By all means, read Msgr. Scicluna’s entire address via the link above. It gives an idea that there are people in the Curia who know what must be done and who, God willing, can help steer the Church in the direction she needs to go.

“Towards Healing and Renewal,” and a unified response to the crisis

Early next month, Rome’s Pontifical Gregorian University will be hosting a symposium “to promote a consistent, global response by the Church that protects the weakest and invites creative leadership for our Church communities”. It is a direct response to last year’s circular letter from the Congregation for the Doctrine of the Faith which called for the development of “procedures suitable for assisting the victims of such abuse, and also for educating the ecclesial community concerning the protection of minors” in the entire world Church.

On a website (which is currently still undergoing development), the rector of the Gregorian, Fr. François-Xavier Dumortier, S.J. present the symposium, titled “Towards Healing and Renewal: A Symposium for Bishops and Religious Superiors on Sexual Abuse”.  Reflecting the significance of this symposium, which can be considered a first concrete effort to unify the Church’s worldwide response to the abuse crisis, is perhaps the list of speakers, among them Cardinal William Levada and Msgr. Charles Scicluna.

From the press release:

“Towards Healing and Renewal is being offered by the Gregorian University in Rome and consists of a major symposium followed by the launch of a multi-institution e-learning centre which will run for the next three years – the Center for the Protection of Children based in Munich, Germany. Delegates for the symposium will come from 110 Bishops’ Conferences and also be superiors of 30 Religious Orders, making this a truly international gathering focusing on safeguarding by the Catholic Church.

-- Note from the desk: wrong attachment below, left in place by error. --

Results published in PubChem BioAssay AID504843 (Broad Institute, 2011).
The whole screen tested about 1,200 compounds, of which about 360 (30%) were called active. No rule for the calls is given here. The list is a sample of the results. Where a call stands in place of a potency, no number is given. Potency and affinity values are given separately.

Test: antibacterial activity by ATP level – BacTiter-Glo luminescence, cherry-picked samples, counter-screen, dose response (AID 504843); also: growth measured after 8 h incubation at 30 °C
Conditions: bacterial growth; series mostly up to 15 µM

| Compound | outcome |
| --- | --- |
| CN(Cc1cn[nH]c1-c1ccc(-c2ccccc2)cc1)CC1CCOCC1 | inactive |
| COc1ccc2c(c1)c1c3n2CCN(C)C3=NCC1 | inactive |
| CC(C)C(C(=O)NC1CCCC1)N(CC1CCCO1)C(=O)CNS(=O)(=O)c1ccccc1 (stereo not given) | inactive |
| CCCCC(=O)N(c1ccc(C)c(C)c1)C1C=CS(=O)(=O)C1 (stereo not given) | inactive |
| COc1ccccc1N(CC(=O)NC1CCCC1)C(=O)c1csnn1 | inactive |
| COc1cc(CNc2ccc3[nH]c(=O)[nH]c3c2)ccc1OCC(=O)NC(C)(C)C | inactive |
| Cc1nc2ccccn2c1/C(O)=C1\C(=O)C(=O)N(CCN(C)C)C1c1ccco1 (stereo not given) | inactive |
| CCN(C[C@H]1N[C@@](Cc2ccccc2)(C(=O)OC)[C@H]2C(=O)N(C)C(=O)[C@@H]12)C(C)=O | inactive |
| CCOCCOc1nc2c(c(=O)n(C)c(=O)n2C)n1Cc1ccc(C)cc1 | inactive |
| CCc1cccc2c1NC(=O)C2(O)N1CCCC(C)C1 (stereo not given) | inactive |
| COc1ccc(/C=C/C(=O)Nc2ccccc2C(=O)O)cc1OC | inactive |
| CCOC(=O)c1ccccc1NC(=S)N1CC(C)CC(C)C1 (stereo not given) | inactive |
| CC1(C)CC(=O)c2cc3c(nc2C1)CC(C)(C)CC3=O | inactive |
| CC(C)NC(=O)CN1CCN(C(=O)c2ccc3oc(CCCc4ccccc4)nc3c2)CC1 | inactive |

This initiative has the support of several Vatican Congregations as well as the Secretary of State and the symposium, which will run from February 6-9, will have speakers from all continents in recognition of the global nature of safeguarding the vulnerable. The speakers include the testimony of a victim of abuse, who will address the delegates about the need for victims to be heard and how to effect positive change.”

The website linked to above offers a clear picture of the symposium’s goals and purpose: to allow the participants and those they represent to learn how to handle all the facets of the ongoing abuse crisis. Notably, there will also be a voice for the victims, with little doubt one of the most important voices in this situation.

As Rector Dumortier writes in the final paragraph of his introduction: “Let us keep in prayer the participants in the Symposium, the presenters, but most especially all those who have been impacted in some way or form by sexual abuse within our Church and society.”

Msgr. Scicluna’s ten commandments

At a time when the Dutch bureau overseeing the process of dealing with the abuse crisis fallout in the nation’s Catholic Church gets properly going after the overhaul suggested by Wim Deetman, Msgr. Charles Scicluna, promotor of justice of the Congregation for the Doctrine of the Faith, spoke about his ‘ten commandments’ of how any institution must deal with child abuse. The address draws much upon Pope Benedict XVI’s letter to the Irish Catholics from March of last year and also upon Msgr. Scicluna’s extensive experience in dealing with the abuse crisis. It’s a worthwhile read for those who want to know how the Church thinks and acts about these things (and as such a better source than many a media outlet).

Yes, the address is available in a Dutch translation, and archived under the Translations tab.

In context

Fr. Federico Lombardi SJ

Since the issue of abuse in Catholic institutions keeps on raging and escalating, I think it’s good to share some recent publications about it. On Saturday the Holy See press office released this statement, reiterating and defending the measures taken by the German bishop’s conference to deal with the issue, the Church’s standing canonical regulations about sexual abuse, and one specific issue very close to the pope.

Father Federico Lombardi SJ, head of the press office, also refers to an interview by Msgr. Charles J. Scicluna, which is available here.

Both texts are quite informative, and the interview specifically allows for the current problems (and let’s not forget that these refer to things that happened at least 30 years ago, in general) to be seen in a broader context.

I’m working on a translation into Dutch of both texts, and will link to them here when they’re ready.